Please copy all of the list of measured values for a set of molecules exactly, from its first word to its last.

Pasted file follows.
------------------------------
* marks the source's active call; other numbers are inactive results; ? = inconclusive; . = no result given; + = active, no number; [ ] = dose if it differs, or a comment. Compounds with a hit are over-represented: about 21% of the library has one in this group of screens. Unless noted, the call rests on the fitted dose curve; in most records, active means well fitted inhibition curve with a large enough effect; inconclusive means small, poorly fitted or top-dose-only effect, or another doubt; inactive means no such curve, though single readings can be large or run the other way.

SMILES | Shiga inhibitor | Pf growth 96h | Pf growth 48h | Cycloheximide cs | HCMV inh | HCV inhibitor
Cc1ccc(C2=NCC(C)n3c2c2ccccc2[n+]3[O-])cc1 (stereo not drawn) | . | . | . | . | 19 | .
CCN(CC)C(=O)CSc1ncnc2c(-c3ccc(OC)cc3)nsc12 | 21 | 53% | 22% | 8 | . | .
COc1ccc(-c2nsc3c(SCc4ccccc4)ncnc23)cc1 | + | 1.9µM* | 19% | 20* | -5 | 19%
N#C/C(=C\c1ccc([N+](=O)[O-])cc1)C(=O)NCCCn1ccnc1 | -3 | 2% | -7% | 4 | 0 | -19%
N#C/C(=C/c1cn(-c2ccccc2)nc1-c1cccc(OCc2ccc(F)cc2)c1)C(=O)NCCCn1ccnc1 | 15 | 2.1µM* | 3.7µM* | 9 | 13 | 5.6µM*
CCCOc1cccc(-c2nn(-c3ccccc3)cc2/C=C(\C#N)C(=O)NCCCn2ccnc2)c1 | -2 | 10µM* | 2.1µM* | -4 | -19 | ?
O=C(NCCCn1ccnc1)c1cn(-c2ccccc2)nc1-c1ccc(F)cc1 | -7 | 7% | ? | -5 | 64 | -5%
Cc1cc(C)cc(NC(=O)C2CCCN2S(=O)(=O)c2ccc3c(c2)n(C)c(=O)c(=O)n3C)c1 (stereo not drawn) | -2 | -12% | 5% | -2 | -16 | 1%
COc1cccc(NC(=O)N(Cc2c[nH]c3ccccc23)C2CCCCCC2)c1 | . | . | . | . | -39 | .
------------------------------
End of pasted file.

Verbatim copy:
* marks the source's active call; other numbers are inactive results; ? = inconclusive; . = no result given; + = active, no number; [ ] = dose if it differs, or a comment. Compounds with a hit are over-represented: about 21% of the library has one in this group of screens. Unless noted, the call rests on the fitted dose curve; in most records, active means well fitted inhibition curve with a large enough effect; inconclusive means small, poorly fitted or top-dose-only effect, or another doubt; inactive means no such curve, though single readings can be large or run the other way.

SMILES | Shiga inhibitor | Pf growth 96h | Pf growth 48h | Cycloheximide cs | HCMV inh | HCV inhibitor
Cc1ccc(C2=NCC(C)n3c2c2ccccc2[n+]3[O-])cc1 (stereo not drawn) | . | . | . | . | 19 | .
CCN(CC)C(=O)CSc1ncnc2c(-c3ccc(OC)cc3)nsc12 | 21 | 53% | 22% | 8 | . | .
COc1ccc(-c2nsc3c(SCc4ccccc4)ncnc23)cc1 | + | 1.9µM* | 19% | 20* | -5 | 19%
N#C/C(=C\c1ccc([N+](=O)[O-])cc1)C(=O)NCCCn1ccnc1 | -3 | 2% | -7% | 4 | 0 | -19%
N#C/C(=C/c1cn(-c2ccccc2)nc1-c1cccc(OCc2ccc(F)cc2)c1)C(=O)NCCCn1ccnc1 | 15 | 2.1µM* | 3.7µM* | 9 | 13 | 5.6µM*
CCCOc1cccc(-c2nn(-c3ccccc3)cc2/C=C(\C#N)C(=O)NCCCn2ccnc2)c1 | -2 | 10µM* | 2.1µM* | -4 | -19 | ?
O=C(NCCCn1ccnc1)c1cn(-c2ccccc2)nc1-c1ccc(F)cc1 | -7 | 7% | ? | -5 | 64 | -5%
Cc1cc(C)cc(NC(=O)C2CCCN2S(=O)(=O)c2ccc3c(c2)n(C)c(=O)c(=O)n3C)c1 (stereo not drawn) | -2 | -12% | 5% | -2 | -16 | 1%
COc1cccc(NC(=O)N(Cc2c[nH]c3ccccc23)C2CCCCCC2)c1 | . | . | . | . | -39 | .